In some computer systems, some applications may have higher priority than others so that improving the cache hit rate or guaranteeing cache hits may be more important for some applications than other applications. Likewise, certain data may be more important or more critical than other data. In particular, guaranteed consistent response time for some applications may be critical, even if other applications run slower as a result. Some time critical control applications, for example, cannot use general caching. If an event occurs and it is absolutely necessary for software to respond within a minimum or known constant (deterministic) time, general caching cannot be used because there is always a finite probability that critical code or data is not present in the cache. In some systems, a separate memory structure or buffer is provided that has the speed of a cache, but is dedicated to a specific set of lines or pages. Eviction is not permitted. In other systems, sections of a cache or specific lines in a cache may be locked to hold critical portions of code in the cache. For example, Intel Pentium Pro processors have a Page-Global-Enable (PGE) flag in page-table-entries that provides a mechanism to prevent frequently used pages from being flushed from a TLB. Cyrix MediaGX processors provide locked sections of a cache for critical graphics data and emulation routines, with an extended instruction set for transferring data in and out of locked sections.
Fully associative caches and set associative caches with a least-recently-used replacement algorithm work well for lines having temporal locality. However, data or instruction streams having high spatial locality and low temporal locality can completely flush an associative cache with a least-recently-used replacement algorithm.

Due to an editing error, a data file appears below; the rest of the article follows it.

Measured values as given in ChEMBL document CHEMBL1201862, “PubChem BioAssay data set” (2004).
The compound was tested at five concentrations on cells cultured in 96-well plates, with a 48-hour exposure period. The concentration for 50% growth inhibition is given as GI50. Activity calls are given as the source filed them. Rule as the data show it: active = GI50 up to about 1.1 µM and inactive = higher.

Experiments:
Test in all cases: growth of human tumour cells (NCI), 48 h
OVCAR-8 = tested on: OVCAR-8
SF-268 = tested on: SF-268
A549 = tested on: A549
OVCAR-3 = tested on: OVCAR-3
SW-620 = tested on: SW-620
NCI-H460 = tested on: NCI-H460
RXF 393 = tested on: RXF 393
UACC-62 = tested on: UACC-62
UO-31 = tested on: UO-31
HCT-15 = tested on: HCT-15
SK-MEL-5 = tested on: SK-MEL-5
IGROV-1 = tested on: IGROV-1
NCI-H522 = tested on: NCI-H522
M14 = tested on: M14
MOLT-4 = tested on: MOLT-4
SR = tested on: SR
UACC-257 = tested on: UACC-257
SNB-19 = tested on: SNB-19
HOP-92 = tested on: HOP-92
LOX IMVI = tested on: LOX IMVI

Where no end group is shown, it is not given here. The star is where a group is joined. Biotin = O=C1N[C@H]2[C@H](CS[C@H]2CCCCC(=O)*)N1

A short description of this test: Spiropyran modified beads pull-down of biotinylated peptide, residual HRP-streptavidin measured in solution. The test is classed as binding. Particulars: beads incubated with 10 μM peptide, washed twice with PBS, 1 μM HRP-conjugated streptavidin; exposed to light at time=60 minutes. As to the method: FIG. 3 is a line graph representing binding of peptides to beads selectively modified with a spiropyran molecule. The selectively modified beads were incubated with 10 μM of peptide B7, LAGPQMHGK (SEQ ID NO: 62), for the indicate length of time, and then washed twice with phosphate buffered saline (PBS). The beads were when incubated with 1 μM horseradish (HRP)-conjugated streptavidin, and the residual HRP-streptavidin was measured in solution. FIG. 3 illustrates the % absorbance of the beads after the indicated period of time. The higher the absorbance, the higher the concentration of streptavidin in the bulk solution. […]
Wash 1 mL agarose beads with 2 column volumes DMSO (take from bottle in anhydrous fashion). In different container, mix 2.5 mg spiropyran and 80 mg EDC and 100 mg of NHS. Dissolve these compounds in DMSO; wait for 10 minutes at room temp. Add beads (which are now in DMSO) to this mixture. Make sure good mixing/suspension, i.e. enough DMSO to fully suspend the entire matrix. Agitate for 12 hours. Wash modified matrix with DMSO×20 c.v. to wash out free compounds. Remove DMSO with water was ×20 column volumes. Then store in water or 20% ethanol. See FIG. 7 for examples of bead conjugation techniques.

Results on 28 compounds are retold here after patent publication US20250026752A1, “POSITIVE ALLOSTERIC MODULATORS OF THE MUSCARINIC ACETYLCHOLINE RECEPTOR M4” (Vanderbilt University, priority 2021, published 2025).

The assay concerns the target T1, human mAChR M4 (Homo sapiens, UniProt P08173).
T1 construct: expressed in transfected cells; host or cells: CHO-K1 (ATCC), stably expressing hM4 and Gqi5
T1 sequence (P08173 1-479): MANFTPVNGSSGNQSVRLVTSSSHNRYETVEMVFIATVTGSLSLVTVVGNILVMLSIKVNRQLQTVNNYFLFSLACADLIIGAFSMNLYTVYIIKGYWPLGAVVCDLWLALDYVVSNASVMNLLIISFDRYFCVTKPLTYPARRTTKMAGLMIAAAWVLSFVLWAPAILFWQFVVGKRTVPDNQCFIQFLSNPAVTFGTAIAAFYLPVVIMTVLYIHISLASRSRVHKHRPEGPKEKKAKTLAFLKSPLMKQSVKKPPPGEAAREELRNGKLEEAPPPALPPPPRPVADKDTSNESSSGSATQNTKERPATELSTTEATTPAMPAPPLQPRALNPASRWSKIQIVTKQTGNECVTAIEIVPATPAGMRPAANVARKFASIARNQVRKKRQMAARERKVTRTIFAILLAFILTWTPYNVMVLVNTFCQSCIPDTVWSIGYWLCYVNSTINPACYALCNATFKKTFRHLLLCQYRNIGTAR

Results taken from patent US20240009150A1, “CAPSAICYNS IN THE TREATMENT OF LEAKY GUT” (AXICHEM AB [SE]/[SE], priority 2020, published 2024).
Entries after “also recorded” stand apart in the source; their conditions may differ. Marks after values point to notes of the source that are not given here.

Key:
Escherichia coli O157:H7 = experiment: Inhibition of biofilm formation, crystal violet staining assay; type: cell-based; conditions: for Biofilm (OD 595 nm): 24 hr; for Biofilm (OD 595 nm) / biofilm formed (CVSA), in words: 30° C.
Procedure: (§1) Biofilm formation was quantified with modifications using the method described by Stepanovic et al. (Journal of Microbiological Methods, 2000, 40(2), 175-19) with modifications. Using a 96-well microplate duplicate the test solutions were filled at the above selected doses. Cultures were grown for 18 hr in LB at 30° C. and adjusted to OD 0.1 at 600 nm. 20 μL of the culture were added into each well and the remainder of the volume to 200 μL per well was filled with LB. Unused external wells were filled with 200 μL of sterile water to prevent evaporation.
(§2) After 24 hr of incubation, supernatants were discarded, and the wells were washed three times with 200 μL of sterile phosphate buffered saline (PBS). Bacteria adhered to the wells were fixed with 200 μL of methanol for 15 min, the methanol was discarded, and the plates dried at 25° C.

One approach to improving the cache hit ratio for data streams having mixed locality is described in G. Kurpanek et al, “PA7200: A PA-RISC Processor with Integrated High Performance MP Bus Interface,” COMPCON Digest of Papers, February 1994, pp. 375-382. In Kurpanek et al, lines requested from memory are first loaded into an auxiliary fully associative cache, called an assist cache, in a first-in first-out order. A “spatial-locality” hint can be specified in load and store instructions to indicate that data exhibits spatial locality but not temporal locality. When a data line in the assist cache is evicted, if the line contains the spatial locality hint, the line is flushed back to main memory and is not moved to a main cache. Lines are promoted to a main cache only if the spatial locality hint is not present.